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Meta Makes The AI Model Commercially Available, Causing The Nascent Market To Sway

Meta Makes The AI Model Commercially Available, Causing The Nascent Market To Sway
The open-source artificial intelligence model Llama from Meta will soon be available in a commercial version, the firm announced on Tuesday. This will provide start-ups and other companies with a strong free alternative to the pricy proprietary models offered by OpenAI and Google.
In a blog post, Meta referred to Microsoft as "our preferred partner" for the launching of the new model, dubbed Llama 2. Llama 2 will be supplied by Microsoft (MSFT.O) through its Azure cloud service and will operate on the Windows operating system.
According to the blog post and a different Facebook post by Meta CEO Mark, the model, which Meta previously only supplied to selected academics for research purposes, will also be made available via direct download and through companies like Amazon Web Services, Hugging Face, and others.
"Open source drives innovation because it enables many more developers to build with new technology," Zuckerberg wrote. "I believe it would unlock more progress if the ecosystem were more open."
Making a model as complex as Llama widely accessible and free for companies to build on poses a threat to the early market dominance achieved by players like OpenAI, whose models Microsoft supports and which it already makes available to business customers via Azure.
While the new Llama has been trained on 40% more data than its predecessor and has received more than 1 million human annotations to improve the quality of its outputs, Zuckerberg said that the previous Llama was already competitive with models that power OpenAI's ChatGPT and Google's Bard chatbot.
"Commercial Llama could change the picture," said Amjad Masad, chief executive at software developer platform Replit, who said more than 80% of projects there use OpenAI's models.
"Any incremental improvement in open-source models is eating into the market share of closed-source models because you can run them cheaply and have less dependency," said Masad.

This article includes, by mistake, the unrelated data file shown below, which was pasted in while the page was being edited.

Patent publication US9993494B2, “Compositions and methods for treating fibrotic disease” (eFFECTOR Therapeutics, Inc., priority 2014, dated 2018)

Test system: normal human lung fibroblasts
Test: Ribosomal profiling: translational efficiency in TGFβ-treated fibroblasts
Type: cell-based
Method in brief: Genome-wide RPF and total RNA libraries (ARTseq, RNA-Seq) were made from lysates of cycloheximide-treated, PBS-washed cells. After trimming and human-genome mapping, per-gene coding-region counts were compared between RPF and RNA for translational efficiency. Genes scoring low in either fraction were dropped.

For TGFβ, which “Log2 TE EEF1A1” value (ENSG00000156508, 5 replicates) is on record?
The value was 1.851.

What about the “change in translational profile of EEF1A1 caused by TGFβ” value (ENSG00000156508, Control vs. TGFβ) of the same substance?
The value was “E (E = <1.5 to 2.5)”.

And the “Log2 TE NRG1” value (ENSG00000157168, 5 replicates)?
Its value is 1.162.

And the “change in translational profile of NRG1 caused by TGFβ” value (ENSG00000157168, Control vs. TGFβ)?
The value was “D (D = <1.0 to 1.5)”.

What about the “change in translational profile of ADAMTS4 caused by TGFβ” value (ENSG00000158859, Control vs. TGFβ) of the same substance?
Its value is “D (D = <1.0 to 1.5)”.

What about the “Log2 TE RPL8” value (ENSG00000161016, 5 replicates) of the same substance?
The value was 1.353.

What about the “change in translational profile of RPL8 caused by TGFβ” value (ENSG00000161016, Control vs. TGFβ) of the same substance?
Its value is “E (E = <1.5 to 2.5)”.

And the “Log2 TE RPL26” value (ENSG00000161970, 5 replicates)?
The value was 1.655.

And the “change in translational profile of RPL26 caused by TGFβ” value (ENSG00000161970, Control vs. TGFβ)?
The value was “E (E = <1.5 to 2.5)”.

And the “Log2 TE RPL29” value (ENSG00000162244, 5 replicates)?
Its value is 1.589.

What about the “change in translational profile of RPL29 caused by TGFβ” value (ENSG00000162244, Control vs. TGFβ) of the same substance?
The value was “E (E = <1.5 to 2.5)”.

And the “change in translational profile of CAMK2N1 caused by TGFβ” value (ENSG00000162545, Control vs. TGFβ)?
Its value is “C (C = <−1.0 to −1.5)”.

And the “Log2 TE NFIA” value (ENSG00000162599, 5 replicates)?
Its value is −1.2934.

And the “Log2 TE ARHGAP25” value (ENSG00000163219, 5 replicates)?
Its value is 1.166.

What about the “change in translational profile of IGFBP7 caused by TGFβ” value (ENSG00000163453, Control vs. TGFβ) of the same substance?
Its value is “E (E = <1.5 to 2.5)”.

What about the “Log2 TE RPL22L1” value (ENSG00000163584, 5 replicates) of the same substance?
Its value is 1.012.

The news comes after Alphabet's Google and Amazon announced plans to offer business clients a variety of AI models to pick from. These companies are Microsoft's biggest cloud rivals.
For instance, in addition to its own family of Titan models, Amazon is promoting access to Claude, an AI developed by the well-known startup Anthropic. The same goes for Google, which has stated that it intends to make Claude and other models available to its cloud users.
Microsoft has been concentrating on making technologies from OpenAI accessible on Azure up to this point.
When asked why Microsoft would support a product that would reduce OpenAI's value, a Microsoft representative responded that allowing developers to select the models they want to employ will help the company maintain its position as the leading cloud platform for AI projects.
For Meta, a thriving open-source ecosystem of artificial intelligence technology built using its models might thwart rivals' ambitions to monetize their proprietary technology, the value of which would vanish if developers could utilise equally potent open-source systems for nothing.
The tech industry was rocked in May when a leaked internal Google memo headlined "We have no moat, and neither does OpenAI" predicted precisely this kind of outcome.
As it has done over the past few years with its widely-used open source AI framework PyTorch, Meta is also banking that it will profit from any improvements, bug fixes, and products that result from its approach being the standard for AI innovation.
As a social media company, Meta has more to gain by effectively crowd-sourcing ways to reduce infrastructure costs and maximise creation of new consumer-facing tools that may draw people to its ad-supported services than it does by charging for access to its models, Zuckerberg told investors in April.
"Unlike some of the other companies in the space, we're not selling a cloud computing service where we try to keep the different software infrastructure that we're building proprietary," Zuckerberg said.
"For us, it's way better if the industry standardizes on the basic tools that we're using and therefore we can benefit from the improvements that others make."
However, releasing Llama into the wild carries concerns since it increases the ease with which unscrupulous actors might construct goods with no regard for safety safeguards.
Stanford researchers took down a chatbot they made for $600 using a variation of the initial Llama model in April when it spewed obscene text.
According to Meta executives, public releases of technology lower safety risks by leveraging the wisdom of the population to uncover flaws and incorporate resilience into the systems.
In addition, the business claims to have implemented a "acceptable use" policy for commercial Llama that restricts "certain use cases," including as violence, terrorism, child exploitation, and other illicit activity.

Christopher J. Mitchell

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